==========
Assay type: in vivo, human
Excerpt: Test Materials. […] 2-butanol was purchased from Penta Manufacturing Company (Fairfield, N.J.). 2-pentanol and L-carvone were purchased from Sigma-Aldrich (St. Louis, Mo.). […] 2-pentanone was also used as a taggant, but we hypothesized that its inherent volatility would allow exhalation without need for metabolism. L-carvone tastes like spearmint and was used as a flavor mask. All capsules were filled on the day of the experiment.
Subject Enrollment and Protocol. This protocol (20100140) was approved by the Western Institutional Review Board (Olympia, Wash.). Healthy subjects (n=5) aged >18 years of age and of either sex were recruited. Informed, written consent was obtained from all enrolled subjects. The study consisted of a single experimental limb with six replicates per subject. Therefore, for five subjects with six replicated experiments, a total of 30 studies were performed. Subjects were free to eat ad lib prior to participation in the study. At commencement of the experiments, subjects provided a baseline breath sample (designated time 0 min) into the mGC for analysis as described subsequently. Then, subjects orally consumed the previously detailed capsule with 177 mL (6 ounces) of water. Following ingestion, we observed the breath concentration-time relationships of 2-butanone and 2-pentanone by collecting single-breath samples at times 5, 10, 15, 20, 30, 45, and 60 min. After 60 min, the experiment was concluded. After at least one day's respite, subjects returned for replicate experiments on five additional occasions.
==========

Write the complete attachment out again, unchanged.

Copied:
Assay type: in vivo, human
Excerpt: Test Materials. […] 2-butanol was purchased from Penta Manufacturing Company (Fairfield, N.J.). 2-pentanol and L-carvone were purchased from Sigma-Aldrich (St. Louis, Mo.). […] 2-pentanone was also used as a taggant, but we hypothesized that its inherent volatility would allow exhalation without need for metabolism. L-carvone tastes like spearmint and was used as a flavor mask. All capsules were filled on the day of the experiment.
Subject Enrollment and Protocol. This protocol (20100140) was approved by the Western Institutional Review Board (Olympia, Wash.). Healthy subjects (n=5) aged >18 years of age and of either sex were recruited. Informed, written consent was obtained from all enrolled subjects. The study consisted of a single experimental limb with six replicates per subject. Therefore, for five subjects with six replicated experiments, a total of 30 studies were performed. Subjects were free to eat ad lib prior to participation in the study. At commencement of the experiments, subjects provided a baseline breath sample (designated time 0 min) into the mGC for analysis as described subsequently. Then, subjects orally consumed the previously detailed capsule with 177 mL (6 ounces) of water. Following ingestion, we observed the breath concentration-time relationships of 2-butanone and 2-pentanone by collecting single-breath samples at times 5, 10, 15, 20, 30, 45, and 60 min. After 60 min, the experiment was concluded. After at least one day's respite, subjects returned for replicate experiments on five additional occasions.